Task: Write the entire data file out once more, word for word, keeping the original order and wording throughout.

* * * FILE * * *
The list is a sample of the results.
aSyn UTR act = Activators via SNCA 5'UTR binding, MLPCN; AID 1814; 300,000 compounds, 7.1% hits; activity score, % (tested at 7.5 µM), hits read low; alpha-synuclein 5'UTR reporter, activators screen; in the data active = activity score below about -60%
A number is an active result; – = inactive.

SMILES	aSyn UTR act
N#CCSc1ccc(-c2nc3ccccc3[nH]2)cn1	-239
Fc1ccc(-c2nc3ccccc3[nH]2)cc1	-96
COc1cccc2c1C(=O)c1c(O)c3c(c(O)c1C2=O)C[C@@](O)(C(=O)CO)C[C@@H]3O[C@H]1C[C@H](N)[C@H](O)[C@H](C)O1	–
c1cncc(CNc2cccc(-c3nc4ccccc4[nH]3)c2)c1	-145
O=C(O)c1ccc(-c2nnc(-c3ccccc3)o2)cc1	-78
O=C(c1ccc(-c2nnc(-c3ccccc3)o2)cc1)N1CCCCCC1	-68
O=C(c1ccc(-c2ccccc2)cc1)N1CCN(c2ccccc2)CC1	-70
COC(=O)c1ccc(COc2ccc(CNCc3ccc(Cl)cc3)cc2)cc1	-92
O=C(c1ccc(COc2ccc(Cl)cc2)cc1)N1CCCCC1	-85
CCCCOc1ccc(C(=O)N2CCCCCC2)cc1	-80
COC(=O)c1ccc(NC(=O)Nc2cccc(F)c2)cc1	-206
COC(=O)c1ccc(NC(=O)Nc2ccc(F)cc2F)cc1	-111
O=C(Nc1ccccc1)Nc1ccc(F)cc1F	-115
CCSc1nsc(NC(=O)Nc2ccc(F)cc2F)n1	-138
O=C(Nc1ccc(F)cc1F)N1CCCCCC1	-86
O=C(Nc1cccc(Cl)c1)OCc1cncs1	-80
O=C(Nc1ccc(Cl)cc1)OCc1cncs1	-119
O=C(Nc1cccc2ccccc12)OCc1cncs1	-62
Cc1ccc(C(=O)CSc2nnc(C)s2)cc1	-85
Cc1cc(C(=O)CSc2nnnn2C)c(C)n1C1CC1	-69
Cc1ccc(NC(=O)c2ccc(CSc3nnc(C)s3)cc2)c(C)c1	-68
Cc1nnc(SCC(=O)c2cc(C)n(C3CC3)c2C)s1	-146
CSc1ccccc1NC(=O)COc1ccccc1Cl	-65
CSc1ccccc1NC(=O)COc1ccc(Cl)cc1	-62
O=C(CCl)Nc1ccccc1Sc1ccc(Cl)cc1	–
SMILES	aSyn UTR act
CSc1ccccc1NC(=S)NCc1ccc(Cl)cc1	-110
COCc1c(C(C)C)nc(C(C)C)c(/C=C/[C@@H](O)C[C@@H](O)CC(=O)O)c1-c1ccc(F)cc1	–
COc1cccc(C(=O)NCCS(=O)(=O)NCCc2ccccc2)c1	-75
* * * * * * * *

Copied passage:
The list is a sample of the results.
aSyn UTR act = Activators via SNCA 5'UTR binding, MLPCN; AID 1814; 300,000 compounds, 7.1% hits; activity score, % (tested at 7.5 µM), hits read low; alpha-synuclein 5'UTR reporter, activators screen; in the data active = activity score below about -60%
A number is an active result; – = inactive.

SMILES	aSyn UTR act
N#CCSc1ccc(-c2nc3ccccc3[nH]2)cn1	-239
Fc1ccc(-c2nc3ccccc3[nH]2)cc1	-96
COc1cccc2c1C(=O)c1c(O)c3c(c(O)c1C2=O)C[C@@](O)(C(=O)CO)C[C@@H]3O[C@H]1C[C@H](N)[C@H](O)[C@H](C)O1	–
c1cncc(CNc2cccc(-c3nc4ccccc4[nH]3)c2)c1	-145
O=C(O)c1ccc(-c2nnc(-c3ccccc3)o2)cc1	-78
O=C(c1ccc(-c2nnc(-c3ccccc3)o2)cc1)N1CCCCCC1	-68
O=C(c1ccc(-c2ccccc2)cc1)N1CCN(c2ccccc2)CC1	-70
COC(=O)c1ccc(COc2ccc(CNCc3ccc(Cl)cc3)cc2)cc1	-92
O=C(c1ccc(COc2ccc(Cl)cc2)cc1)N1CCCCC1	-85
CCCCOc1ccc(C(=O)N2CCCCCC2)cc1	-80
COC(=O)c1ccc(NC(=O)Nc2cccc(F)c2)cc1	-206
COC(=O)c1ccc(NC(=O)Nc2ccc(F)cc2F)cc1	-111
O=C(Nc1ccccc1)Nc1ccc(F)cc1F	-115
CCSc1nsc(NC(=O)Nc2ccc(F)cc2F)n1	-138
O=C(Nc1ccc(F)cc1F)N1CCCCCC1	-86
O=C(Nc1cccc(Cl)c1)OCc1cncs1	-80
O=C(Nc1ccc(Cl)cc1)OCc1cncs1	-119
O=C(Nc1cccc2ccccc12)OCc1cncs1	-62
Cc1ccc(C(=O)CSc2nnc(C)s2)cc1	-85
Cc1cc(C(=O)CSc2nnnn2C)c(C)n1C1CC1	-69
Cc1ccc(NC(=O)c2ccc(CSc3nnc(C)s3)cc2)c(C)c1	-68
Cc1nnc(SCC(=O)c2cc(C)n(C3CC3)c2C)s1	-146
CSc1ccccc1NC(=O)COc1ccccc1Cl	-65
CSc1ccccc1NC(=O)COc1ccc(Cl)cc1	-62
O=C(CCl)Nc1ccccc1Sc1ccc(Cl)cc1	–
SMILES	aSyn UTR act
CSc1ccccc1NC(=S)NCc1ccc(Cl)cc1	-110
COCc1c(C(C)C)nc(C(C)C)c(/C=C/[C@@H](O)C[C@@H](O)CC(=O)O)c1-c1ccc(F)cc1	–
COc1cccc(C(=O)NCCS(=O)(=O)NCCc2ccccc2)c1	-75